It was through Twitter that I learned of Leonard Nimoy’s passing. Of course it was, for a nerd/geek like me. Just another technology developed from the eternal optimism of the Star Trek universe. Although, tweets don’t travel through sub-space, for better or worse.

It’s been a few days, and I thought it necessary to compose my own dedication to his memory. However, during that time, I’ve read so many wonderful stories of people I “get”, fellow nerds throughout their school years and beyond. They have told the tale with far better effect than I ever could. I’ll leave the memorials to them.

And that’s the thing. It’s not just a memory of the person, one few of us ever met. It’s what he (and his ever-typecast character) represented. A lifelong journey towards logical solutions. A control of emotions to be most effective at whatever task you attempt. An unshakable loyalty and friendship with those closest to you.

Spock served as the only alien on the bridge of the Enterprise. Beyond that, he was half-human, making him an outsider to both sides. Too human to be a Vulcan, too Vulcan to be a human. How many of us grew up feeling this way? A nerd wasn’t the cool kid in school. A geek didn’t get chosen first for the kickball team. You loved things others didn’t understand…your walls were adorned with starships, galaxies, and tricorder specs, not cars, bands, and attractive celebrities. Yet when Star Trek came on TV (before DVR and On Demand, we simply had to wait), we connected with the quiet, logical figure at his corner station on the bridge.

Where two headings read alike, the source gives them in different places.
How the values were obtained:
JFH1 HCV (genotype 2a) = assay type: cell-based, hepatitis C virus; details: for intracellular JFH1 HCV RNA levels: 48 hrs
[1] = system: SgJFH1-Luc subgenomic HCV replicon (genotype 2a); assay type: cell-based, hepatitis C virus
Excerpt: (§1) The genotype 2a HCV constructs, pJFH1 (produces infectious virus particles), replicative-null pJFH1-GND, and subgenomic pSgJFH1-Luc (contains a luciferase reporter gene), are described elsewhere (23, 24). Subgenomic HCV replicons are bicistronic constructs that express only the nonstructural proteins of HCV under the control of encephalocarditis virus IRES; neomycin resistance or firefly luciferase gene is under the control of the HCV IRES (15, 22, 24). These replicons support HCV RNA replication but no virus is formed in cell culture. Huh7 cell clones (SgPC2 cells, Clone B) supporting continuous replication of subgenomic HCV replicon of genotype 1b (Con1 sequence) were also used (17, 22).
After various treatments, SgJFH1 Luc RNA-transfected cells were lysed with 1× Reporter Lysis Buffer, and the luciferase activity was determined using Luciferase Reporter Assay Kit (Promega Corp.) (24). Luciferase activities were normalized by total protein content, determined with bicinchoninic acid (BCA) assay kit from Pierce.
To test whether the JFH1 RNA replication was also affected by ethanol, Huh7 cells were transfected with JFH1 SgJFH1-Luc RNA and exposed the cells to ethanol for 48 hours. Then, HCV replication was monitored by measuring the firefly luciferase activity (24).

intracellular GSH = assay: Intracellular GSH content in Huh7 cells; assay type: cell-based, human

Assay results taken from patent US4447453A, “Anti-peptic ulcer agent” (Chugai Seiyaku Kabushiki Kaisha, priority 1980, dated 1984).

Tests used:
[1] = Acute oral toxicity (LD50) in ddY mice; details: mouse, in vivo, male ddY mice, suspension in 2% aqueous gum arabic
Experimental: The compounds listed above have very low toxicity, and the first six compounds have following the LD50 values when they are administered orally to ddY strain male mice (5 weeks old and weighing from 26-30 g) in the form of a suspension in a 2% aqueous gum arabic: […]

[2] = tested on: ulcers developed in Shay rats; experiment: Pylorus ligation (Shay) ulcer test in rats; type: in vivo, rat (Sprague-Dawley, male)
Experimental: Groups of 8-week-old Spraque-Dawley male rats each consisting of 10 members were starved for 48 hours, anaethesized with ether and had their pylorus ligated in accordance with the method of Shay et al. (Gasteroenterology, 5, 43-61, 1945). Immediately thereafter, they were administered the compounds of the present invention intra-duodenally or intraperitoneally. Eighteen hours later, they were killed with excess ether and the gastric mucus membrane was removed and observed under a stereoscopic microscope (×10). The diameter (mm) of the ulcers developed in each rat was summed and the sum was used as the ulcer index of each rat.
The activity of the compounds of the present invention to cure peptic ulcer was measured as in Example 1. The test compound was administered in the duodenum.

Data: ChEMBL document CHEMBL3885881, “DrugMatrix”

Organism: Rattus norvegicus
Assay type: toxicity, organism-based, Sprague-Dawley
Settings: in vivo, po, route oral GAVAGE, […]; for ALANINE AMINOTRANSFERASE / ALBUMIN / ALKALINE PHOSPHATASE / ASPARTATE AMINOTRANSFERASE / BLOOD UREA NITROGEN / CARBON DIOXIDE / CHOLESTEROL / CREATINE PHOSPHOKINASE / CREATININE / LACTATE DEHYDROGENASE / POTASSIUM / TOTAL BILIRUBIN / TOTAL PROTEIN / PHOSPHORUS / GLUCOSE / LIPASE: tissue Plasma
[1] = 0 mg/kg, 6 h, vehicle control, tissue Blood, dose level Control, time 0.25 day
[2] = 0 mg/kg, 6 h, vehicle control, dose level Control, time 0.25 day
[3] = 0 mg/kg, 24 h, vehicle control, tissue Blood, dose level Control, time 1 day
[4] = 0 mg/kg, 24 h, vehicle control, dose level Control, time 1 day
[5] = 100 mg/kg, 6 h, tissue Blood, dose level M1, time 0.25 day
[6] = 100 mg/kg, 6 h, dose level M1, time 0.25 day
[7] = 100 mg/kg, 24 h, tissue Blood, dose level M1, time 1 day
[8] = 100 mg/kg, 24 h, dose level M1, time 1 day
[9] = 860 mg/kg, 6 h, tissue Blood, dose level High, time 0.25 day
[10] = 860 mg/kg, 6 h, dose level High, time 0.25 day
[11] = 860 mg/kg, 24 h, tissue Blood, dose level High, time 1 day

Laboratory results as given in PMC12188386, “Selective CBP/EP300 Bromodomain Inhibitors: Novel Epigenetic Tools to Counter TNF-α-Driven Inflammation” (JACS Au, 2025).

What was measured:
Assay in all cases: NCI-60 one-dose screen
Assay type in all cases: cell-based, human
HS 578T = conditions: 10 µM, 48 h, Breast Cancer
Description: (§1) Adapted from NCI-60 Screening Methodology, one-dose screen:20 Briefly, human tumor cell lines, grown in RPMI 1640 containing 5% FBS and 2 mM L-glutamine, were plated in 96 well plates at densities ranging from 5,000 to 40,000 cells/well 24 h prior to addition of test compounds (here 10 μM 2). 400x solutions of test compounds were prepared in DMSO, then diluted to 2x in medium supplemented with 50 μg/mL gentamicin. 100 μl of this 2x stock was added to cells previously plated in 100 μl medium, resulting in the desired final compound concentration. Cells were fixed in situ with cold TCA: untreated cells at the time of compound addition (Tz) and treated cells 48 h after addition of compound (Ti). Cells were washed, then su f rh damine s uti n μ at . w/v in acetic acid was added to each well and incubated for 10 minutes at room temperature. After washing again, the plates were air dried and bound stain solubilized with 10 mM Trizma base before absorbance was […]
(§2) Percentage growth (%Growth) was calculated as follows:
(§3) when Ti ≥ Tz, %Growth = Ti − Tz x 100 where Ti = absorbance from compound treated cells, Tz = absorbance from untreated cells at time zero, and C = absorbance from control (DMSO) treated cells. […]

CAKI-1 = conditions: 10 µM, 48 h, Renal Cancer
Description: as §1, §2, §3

Many imagined themselves as crew of the USS Enterprise. Some saw themselves as an outspoken doctor (“Bones”), others a charismatic captain (Kirk), while some represented the engineer who’s giving it all she’s got (Scotty), or an empowered woman ensuring reliable communications (Uhura). Us misunderstood few looked to the one who just didn’t fit in, yet overcame that with diligent intellect, unshakable loyalty, and just a bit of dry humor (hey, none of us wanted to be red shirts!).

The most fitting euology I’ve read quoted Kirk at the end of Star Trek II: “Of all the souls I have encountered in my travels, his was the most..human.”

“I have been, and always shall be, your friend.” Farewell, Mr. Nimoy.

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